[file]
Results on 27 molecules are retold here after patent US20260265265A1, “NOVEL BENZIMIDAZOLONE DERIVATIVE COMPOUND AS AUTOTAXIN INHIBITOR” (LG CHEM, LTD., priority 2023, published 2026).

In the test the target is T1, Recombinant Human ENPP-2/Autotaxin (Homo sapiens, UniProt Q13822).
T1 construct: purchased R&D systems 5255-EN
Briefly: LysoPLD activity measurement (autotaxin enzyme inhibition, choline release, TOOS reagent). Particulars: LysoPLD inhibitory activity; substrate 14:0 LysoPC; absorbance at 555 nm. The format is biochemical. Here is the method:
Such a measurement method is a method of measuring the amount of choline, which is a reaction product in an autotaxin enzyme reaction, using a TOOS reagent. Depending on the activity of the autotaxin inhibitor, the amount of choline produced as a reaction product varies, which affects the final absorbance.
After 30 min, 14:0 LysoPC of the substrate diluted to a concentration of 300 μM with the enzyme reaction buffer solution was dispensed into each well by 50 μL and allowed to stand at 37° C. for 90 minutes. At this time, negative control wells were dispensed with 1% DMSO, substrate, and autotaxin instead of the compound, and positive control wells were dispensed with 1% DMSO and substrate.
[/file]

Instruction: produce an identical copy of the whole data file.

Results on 27 molecules are retold here after patent US20260265265A1, “NOVEL BENZIMIDAZOLONE DERIVATIVE COMPOUND AS AUTOTAXIN INHIBITOR” (LG CHEM, LTD., priority 2023, published 2026).

In the test the target is T1, Recombinant Human ENPP-2/Autotaxin (Homo sapiens, UniProt Q13822).
T1 construct: purchased R&D systems 5255-EN
Briefly: LysoPLD activity measurement (autotaxin enzyme inhibition, choline release, TOOS reagent). Particulars: LysoPLD inhibitory activity; substrate 14:0 LysoPC; absorbance at 555 nm. The format is biochemical. Here is the method:
Such a measurement method is a method of measuring the amount of choline, which is a reaction product in an autotaxin enzyme reaction, using a TOOS reagent. Depending on the activity of the autotaxin inhibitor, the amount of choline produced as a reaction product varies, which affects the final absorbance.
After 30 min, 14:0 LysoPC of the substrate diluted to a concentration of 300 μM with the enzyme reaction buffer solution was dispensed into each well by 50 μL and allowed to stand at 37° C. for 90 minutes. At this time, negative control wells were dispensed with 1% DMSO, substrate, and autotaxin instead of the compound, and positive control wells were dispensed with 1% DMSO and substrate.